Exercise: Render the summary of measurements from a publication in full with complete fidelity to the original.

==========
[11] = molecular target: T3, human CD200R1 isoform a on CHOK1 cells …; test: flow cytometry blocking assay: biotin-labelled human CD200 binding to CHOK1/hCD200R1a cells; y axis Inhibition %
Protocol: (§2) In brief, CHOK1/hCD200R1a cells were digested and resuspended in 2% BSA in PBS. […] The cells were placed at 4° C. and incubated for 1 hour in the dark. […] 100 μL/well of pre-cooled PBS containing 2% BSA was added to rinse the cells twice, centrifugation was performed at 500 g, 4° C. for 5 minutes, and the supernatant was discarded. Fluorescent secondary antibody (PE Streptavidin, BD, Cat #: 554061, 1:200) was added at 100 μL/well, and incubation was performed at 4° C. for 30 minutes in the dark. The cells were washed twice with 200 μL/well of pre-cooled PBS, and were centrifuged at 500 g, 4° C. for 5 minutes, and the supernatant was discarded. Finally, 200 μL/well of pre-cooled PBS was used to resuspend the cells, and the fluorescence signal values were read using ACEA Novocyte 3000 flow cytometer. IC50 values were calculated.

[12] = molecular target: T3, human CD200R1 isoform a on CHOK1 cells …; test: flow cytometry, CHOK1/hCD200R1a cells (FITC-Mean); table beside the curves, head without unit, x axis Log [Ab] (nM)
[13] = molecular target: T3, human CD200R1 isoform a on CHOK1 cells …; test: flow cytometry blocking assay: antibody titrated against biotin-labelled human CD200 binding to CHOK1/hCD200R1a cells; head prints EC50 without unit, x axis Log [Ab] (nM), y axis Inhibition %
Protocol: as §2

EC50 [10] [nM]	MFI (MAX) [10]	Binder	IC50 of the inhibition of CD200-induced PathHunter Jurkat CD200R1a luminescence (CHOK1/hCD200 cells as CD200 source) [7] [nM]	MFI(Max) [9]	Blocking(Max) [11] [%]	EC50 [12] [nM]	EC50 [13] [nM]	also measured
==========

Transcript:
[11] = molecular target: T3, human CD200R1 isoform a on CHOK1 cells …; test: flow cytometry blocking assay: biotin-labelled human CD200 binding to CHOK1/hCD200R1a cells; y axis Inhibition %
Protocol: (§2) In brief, CHOK1/hCD200R1a cells were digested and resuspended in 2% BSA in PBS. […] The cells were placed at 4° C. and incubated for 1 hour in the dark. […] 100 μL/well of pre-cooled PBS containing 2% BSA was added to rinse the cells twice, centrifugation was performed at 500 g, 4° C. for 5 minutes, and the supernatant was discarded. Fluorescent secondary antibody (PE Streptavidin, BD, Cat #: 554061, 1:200) was added at 100 μL/well, and incubation was performed at 4° C. for 30 minutes in the dark. The cells were washed twice with 200 μL/well of pre-cooled PBS, and were centrifuged at 500 g, 4° C. for 5 minutes, and the supernatant was discarded. Finally, 200 μL/well of pre-cooled PBS was used to resuspend the cells, and the fluorescence signal values were read using ACEA Novocyte 3000 flow cytometer. IC50 values were calculated.

[12] = molecular target: T3, human CD200R1 isoform a on CHOK1 cells …; test: flow cytometry, CHOK1/hCD200R1a cells (FITC-Mean); table beside the curves, head without unit, x axis Log [Ab] (nM)
[13] = molecular target: T3, human CD200R1 isoform a on CHOK1 cells …; test: flow cytometry blocking assay: antibody titrated against biotin-labelled human CD200 binding to CHOK1/hCD200R1a cells; head prints EC50 without unit, x axis Log [Ab] (nM), y axis Inhibition %
Protocol: as §2

EC50 [10] [nM]	MFI (MAX) [10]	Binder	IC50 of the inhibition of CD200-induced PathHunter Jurkat CD200R1a luminescence (CHOK1/hCD200 cells as CD200 source) [7] [nM]	MFI(Max) [9]	Blocking(Max) [11] [%]	EC50 [12] [nM]	EC50 [13] [nM]	also measured